We clambered down a steep bluff to the water's edge, and got into a boat rowed by four stout men, who were none too many, for it is a restless sea that has been trying for ages to beat down these cliffs. We rose, and fell, and swung, with the great swirling waves, which charged in a mass of white and green up to the top of the low, black rocks, and then came rushing and roaring back, quite in a foam with the exertion, only to try it again and again — the old play of rock and wave, old as time. The men rested on their oars in the midst of one of the amphitheaters I have mentioned, and the guide called our attention to the surrounding scenery. There was nothing there except a gray cliff, and the water at its feet. One might as well look at Calhoun's bluff. But we went farther, into another little foaming bay, and looked again, and there was, not the bare, common cliff, but two rows of columns, thousands of columns side by side, yet each distinct. In one place, it seemed as if the weight placed on the columns had been too heavy for them, and they were bent, not broken - all still side by side, twisted over in the same direction. This was better, but not yet the Giant's Causeway. Then we came to the black entrances of great caves running far under the cliffs, and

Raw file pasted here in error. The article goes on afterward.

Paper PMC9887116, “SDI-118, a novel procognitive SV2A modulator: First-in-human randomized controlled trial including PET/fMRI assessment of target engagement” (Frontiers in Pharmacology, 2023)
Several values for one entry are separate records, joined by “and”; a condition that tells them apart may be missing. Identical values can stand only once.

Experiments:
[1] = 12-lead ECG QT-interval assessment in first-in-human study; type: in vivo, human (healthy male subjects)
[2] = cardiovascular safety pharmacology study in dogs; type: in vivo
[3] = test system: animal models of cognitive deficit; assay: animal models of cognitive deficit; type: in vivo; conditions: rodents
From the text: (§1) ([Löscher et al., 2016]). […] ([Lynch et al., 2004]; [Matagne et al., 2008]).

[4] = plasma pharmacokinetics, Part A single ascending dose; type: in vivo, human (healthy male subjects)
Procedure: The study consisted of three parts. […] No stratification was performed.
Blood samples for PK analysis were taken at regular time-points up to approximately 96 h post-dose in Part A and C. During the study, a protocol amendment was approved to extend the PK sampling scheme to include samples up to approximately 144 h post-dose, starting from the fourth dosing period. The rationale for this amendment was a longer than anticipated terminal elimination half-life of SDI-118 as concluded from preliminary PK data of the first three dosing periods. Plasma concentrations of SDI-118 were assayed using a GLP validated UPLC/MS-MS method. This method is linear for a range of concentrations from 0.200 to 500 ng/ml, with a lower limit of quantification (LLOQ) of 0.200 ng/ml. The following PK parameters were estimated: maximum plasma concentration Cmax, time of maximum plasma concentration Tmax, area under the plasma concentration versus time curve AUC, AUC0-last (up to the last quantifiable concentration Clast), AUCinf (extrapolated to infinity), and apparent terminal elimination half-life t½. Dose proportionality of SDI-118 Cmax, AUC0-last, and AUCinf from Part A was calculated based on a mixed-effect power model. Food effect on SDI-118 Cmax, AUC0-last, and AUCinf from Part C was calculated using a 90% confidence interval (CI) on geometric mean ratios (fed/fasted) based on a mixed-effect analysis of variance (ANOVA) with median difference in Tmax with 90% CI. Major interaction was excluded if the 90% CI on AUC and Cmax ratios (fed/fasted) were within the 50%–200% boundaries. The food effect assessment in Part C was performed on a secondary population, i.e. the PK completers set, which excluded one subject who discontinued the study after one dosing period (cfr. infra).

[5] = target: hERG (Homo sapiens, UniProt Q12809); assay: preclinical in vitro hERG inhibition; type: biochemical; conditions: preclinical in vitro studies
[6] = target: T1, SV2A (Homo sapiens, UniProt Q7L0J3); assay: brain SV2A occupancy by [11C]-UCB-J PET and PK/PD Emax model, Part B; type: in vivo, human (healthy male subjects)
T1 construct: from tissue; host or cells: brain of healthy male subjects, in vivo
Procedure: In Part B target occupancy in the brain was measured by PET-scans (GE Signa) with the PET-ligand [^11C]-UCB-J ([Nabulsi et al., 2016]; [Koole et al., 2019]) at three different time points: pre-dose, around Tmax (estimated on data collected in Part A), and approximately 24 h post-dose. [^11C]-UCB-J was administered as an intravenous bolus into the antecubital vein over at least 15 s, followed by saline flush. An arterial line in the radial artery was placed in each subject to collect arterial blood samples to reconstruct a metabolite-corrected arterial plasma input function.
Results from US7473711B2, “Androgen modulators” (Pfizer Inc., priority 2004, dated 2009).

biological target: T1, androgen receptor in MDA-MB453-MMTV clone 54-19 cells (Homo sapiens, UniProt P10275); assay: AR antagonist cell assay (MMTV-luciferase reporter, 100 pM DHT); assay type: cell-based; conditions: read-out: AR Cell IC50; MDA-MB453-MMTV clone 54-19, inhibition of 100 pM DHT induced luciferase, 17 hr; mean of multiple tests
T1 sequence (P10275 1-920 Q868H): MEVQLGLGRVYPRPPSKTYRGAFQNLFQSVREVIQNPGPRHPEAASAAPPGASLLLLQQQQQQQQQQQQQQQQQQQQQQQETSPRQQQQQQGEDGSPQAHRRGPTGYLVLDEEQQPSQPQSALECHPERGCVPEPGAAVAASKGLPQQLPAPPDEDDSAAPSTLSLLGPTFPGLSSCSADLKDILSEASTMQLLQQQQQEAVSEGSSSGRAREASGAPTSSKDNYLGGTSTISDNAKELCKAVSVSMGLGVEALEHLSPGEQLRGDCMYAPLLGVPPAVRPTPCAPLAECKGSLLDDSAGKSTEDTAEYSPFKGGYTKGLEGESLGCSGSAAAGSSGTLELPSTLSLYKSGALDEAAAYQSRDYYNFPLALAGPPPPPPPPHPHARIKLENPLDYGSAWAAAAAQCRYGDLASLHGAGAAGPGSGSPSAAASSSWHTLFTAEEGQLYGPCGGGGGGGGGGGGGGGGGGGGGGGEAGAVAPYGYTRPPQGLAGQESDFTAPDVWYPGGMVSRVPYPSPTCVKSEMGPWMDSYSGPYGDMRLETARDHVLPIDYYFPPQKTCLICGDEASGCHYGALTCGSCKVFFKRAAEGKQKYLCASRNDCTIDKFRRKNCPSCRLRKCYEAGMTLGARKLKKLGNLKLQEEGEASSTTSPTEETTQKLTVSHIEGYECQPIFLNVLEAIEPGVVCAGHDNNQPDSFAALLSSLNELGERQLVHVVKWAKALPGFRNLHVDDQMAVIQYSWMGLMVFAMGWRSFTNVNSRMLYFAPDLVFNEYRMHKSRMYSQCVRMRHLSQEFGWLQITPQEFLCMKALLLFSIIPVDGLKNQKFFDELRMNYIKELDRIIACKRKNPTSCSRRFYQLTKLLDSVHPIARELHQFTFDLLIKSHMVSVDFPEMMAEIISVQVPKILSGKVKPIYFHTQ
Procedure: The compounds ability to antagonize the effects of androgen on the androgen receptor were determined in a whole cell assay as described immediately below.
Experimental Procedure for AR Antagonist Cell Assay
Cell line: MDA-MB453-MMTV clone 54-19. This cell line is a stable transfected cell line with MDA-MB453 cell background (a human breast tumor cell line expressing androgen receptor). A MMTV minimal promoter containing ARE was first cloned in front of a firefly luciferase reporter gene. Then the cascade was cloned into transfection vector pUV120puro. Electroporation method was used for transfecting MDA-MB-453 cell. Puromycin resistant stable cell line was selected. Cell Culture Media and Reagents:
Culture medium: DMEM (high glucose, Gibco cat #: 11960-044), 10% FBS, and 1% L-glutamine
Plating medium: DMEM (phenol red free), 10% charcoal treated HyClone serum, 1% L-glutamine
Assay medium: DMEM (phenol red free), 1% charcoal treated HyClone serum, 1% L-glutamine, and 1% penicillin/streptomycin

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the boat shot into them. Wondrous caves were these, whereof the floor is the green and shifting sea. As regularly as beats the pulse in one's wrist, the wave came rushing in, and seemed as if it would shut the boat in with a wall of water, but then seemed to change its purpose, sank, and glided under us, rose after it had passed, and went on to the end of the cave to hurl itself against the wall in foam and thunder. The ceiling of the cave was a mass of black — they say it was lava once, and rushed and hissed and burned — but this I do not know; it is cold enough now. Next to the water-line was a vein of some mineral of a delicate pink, which blended with the water all around. The guide kept up a jargon about “haymetite,” and “conghlomerate," and "oxhide,” that he did not understand, to say nothing of his auditors. I would rather he had dropped geology and told us some lies about the giant who built the Causeway. And after all this, we rowed to the Causeway itself. It did not realize my expectations in the matter of height above the water, but it is a growing wonder. I